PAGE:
Even worse than a bad closing is when you let your audience go home with a “what has this guy been talking about for more than an hour” feeling.

The way you present may either help or hurt to make your point. Make your message(s) strong and memorable, and deliver it (them) in a catchy and captivating way.

In his MacWorld 2008 keynote, the late Steve Jobs presented the world’s thinnest notebook, the MacBook Air.  The Apple CEO introduced the new product with a photo of an envelope, told the audience that the new device was “so thin that it even fits inside one of those envelopes you see floating around the office,” and then pulled up and opened a real envelope that contained the new, ultra-thin laptop computer (watch the video on YouTube.) Sometimes there’s a thin line between a good and a great presenter. Steve Jobs has always been on the right side of it.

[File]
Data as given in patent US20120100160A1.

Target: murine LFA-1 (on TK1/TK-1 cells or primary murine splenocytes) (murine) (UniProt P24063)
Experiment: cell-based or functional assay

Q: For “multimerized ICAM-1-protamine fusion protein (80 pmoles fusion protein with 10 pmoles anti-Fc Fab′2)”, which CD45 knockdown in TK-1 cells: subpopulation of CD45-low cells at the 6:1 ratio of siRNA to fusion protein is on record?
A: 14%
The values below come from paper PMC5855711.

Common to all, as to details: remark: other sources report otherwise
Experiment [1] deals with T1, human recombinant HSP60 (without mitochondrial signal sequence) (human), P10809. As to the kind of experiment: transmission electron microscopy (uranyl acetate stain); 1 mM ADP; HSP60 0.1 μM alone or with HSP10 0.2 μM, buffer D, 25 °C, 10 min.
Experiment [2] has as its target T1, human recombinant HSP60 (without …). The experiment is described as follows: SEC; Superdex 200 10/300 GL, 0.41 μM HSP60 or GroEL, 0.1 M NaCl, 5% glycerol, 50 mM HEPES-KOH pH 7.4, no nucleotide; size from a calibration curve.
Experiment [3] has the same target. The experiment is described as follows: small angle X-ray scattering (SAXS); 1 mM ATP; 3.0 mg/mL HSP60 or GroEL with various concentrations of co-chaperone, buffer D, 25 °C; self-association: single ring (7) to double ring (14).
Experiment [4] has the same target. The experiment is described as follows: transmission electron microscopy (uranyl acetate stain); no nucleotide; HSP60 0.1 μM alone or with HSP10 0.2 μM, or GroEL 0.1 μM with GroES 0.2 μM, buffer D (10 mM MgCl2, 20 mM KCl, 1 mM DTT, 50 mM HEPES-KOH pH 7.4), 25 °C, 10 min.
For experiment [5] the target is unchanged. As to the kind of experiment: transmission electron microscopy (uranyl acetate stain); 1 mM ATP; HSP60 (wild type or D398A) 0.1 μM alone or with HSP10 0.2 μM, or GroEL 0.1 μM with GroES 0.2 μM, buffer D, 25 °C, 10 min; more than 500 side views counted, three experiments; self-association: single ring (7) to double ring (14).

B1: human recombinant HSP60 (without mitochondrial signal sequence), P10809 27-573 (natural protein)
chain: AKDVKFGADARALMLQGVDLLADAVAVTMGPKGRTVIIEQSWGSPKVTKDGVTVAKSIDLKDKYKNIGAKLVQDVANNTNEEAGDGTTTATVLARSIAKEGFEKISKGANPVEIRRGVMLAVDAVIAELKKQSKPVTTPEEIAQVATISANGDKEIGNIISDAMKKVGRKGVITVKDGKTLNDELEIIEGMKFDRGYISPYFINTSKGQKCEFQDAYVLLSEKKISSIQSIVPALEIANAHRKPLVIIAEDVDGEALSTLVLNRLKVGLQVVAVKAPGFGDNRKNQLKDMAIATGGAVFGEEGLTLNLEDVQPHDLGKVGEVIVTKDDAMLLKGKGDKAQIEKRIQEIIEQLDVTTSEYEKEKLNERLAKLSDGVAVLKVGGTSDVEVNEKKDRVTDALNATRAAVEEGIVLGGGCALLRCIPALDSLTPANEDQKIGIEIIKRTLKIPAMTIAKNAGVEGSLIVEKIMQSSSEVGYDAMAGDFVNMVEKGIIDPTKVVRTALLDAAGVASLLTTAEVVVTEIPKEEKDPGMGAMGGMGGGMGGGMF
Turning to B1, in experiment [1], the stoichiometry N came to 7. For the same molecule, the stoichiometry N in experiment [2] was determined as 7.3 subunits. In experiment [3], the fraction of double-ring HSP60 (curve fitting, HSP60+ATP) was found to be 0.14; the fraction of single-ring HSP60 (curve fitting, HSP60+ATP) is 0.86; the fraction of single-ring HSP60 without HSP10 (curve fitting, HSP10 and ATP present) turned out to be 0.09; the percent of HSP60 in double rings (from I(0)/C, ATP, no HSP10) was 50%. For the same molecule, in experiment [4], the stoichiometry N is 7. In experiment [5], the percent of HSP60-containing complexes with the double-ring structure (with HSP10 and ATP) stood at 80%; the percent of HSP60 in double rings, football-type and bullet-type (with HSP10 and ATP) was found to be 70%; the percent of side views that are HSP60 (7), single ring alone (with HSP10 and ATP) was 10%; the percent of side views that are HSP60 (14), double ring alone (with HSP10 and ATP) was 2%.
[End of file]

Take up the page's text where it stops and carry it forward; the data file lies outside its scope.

Finding the right pitch for your presentation often boils down to pinpointing a sticky story to tell. With the right mix of ethos, pathos and logos you can appeal to the hearts and the minds of those listening to you.

  • A good story has to be compelling, credible, concrete, clear, consistent, customized and conversational. If you remember these seven C-words, you’re already one step closer to a great pitch.
  • When defining your value proposition, never forget that value is in the perception of the beholder. Adapt your pitch to address the WIIFM (What’s In It For Me) concern(s) of your audience. And give them something in return for listening to you.